Reuters International

Philippine Senator Leila de Lima gestures during a Reuters interview at the Senate building in Pasay city, metro Manila, Philippines August 29, 2016. REUTERS/Romeo Ranoco

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By John Chalmers

MANILA (Reuters) - A Philippines senator who is leading an inquiry into the spate of killings unleashed by President Rodrigo Duterte's 'war on drugs' vowed on Monday to press on despite bizarre accusations and insults raining on her from the country's leader.

Leila de Lima told Reuters she has no fears for her own life because it would be clear who was to blame if anything happened to her, but she has been warned by people close to Duterte to stop questioning the extra-judicial killings.

"Some of my closest friends, some of my family are pleading with me 'you better stop already, stop it, stop it, keep quiet or just quit so they leave you alone'. But I cannot do that," the 57-year-old lawyer and politician said in her Senate office.

More than 1,900 people have been killed in Duterte's war on drugs since he came to power two months ago, according to police figures. Police say the toll of about 36 people a day is a result of drug dealers resisting arrest or gang feuds.

De Lima set up a Senate inquiry into the killings and held the first two hearings last week.

On Thursday, Duterte accused de Lima of taking bribes from jailed drug lords. He has also said she is having an affair with her driver and at a news conference declared she was "finished".

On Monday he attacked her again, saying de Lima had lost face as a woman and that if he were her he would hang himself.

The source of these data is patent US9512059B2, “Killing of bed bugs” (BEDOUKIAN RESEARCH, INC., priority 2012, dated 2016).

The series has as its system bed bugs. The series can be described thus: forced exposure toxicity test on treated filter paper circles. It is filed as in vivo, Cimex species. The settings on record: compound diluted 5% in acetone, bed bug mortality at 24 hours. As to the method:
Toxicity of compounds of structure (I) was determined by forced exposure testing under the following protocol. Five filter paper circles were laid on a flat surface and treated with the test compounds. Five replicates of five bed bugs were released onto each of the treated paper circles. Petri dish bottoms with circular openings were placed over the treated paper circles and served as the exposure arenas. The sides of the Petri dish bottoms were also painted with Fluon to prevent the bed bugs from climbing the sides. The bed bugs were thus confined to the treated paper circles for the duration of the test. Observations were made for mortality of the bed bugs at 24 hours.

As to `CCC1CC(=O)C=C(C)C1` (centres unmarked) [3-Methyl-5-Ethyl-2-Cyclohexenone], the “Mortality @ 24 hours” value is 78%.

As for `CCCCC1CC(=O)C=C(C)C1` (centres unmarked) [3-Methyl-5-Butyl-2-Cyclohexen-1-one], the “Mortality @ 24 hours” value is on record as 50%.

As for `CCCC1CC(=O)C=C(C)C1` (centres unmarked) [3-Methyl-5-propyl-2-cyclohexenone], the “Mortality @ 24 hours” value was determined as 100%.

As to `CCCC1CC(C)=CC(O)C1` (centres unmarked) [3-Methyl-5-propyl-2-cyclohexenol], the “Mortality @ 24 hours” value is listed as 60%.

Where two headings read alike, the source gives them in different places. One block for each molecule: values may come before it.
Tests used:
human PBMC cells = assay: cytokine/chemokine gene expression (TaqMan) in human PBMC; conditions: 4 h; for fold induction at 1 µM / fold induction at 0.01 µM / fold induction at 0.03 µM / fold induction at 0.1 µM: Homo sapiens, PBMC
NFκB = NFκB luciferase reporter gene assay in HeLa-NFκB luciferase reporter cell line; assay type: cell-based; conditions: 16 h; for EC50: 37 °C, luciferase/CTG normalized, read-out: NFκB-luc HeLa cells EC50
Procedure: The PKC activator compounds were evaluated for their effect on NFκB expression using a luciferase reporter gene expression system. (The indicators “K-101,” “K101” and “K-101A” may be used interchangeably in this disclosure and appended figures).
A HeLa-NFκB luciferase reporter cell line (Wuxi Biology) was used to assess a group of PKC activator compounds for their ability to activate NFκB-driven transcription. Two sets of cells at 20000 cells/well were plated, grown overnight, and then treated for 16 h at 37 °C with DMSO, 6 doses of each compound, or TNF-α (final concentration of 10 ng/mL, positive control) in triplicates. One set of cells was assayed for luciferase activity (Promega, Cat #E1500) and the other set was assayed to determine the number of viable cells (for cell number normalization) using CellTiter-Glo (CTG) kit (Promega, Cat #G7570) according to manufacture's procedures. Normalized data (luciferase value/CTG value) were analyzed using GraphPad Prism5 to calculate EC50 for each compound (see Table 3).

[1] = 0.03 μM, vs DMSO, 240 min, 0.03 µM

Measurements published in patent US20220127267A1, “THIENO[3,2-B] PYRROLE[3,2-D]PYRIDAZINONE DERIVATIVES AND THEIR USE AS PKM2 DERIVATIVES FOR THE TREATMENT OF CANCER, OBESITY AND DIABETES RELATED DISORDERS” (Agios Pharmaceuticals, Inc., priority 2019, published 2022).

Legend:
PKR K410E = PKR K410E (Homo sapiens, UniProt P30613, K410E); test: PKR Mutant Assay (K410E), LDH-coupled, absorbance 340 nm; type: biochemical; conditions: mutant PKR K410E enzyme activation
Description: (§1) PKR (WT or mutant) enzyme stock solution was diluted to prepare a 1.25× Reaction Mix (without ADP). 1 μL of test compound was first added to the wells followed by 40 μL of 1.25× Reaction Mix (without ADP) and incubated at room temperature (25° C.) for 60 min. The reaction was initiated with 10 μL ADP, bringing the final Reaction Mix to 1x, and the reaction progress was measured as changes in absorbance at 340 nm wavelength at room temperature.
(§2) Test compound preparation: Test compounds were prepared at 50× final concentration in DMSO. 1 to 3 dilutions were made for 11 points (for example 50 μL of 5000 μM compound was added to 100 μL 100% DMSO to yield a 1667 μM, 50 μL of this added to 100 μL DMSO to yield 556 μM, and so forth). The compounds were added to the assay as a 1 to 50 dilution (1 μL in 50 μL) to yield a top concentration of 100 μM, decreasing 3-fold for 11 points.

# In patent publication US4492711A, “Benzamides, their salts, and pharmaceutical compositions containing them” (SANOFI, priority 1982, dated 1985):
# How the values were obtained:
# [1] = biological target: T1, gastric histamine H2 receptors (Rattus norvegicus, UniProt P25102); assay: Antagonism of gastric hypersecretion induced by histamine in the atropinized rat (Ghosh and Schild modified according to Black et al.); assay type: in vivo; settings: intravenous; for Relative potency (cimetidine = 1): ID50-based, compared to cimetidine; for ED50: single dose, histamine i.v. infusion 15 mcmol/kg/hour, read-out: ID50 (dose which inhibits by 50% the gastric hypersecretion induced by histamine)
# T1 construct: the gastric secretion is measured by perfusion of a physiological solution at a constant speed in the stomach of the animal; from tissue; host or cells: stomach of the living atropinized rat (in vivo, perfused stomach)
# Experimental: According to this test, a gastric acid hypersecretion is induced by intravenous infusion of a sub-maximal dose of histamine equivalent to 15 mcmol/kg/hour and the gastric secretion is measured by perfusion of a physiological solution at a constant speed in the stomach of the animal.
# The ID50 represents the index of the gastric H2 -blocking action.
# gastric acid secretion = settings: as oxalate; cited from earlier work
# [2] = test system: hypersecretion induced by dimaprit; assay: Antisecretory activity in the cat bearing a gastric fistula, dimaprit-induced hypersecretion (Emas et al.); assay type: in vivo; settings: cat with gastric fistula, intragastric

"What they are doing to me is even worse than death. The honour, especially my womanhood, my reputation," said de Lima, who denies all the allegations Duterte has made against her.

Duterte, sometimes known as 'The Punisher', won a May election on a promise to wipe out drugs and dealers.

But there has been an outcry from human rights groups over the sheer number of deaths that followed Duterte's victory and over his incendiary rhetoric, which they say encourages police to feel they can kill with impunity.

There have been cases when police officers have killed suspected drug dealers who were in handcuffs and in custody, civil rights lawyers have said.

"A CLIMATE OF FEAR"

There have also been hundreds of killings by anonymous gunmen. De Lima said witnesses had told her about one case involving a group of men dressed as civilians and wearing masks.

"From all indications, based on the account of those who witnessed it, those were actually police," she said. "Are these death squads? Who are they, and under whose direction are they doing that?"

She said despite Duterte's promises to go after drug syndicates and kingpins, it is mostly the poor who are dying.

"The ones being targeted are the powerless, the voiceless, the defenceless, because they are so poor. Where is the justice there, there’s so much injustice," she said.

She said her Senate committee, which is due to hold another hearing on Thursday, was seeking facts - but it had no power to accuse or pursue any individual.

De Lima is hoping the hearings will speed the passage of legislation that has been stuck in Congress that would make extra-judicial killing a special crime with harsh penalties.

She also wants to bolster the independent Commission on Human Rights (CHR) so it has more capacity to investigate violations.

De Lima said that the CHR and the police's internal affairs service were both overwhelmed and could only do so much, and a climate of fear meant people were reluctant to speak out.

"It’s only the president who can stop all of this," she said. "I call this madness really."

(Editing by Raju Gopalakrishnan)

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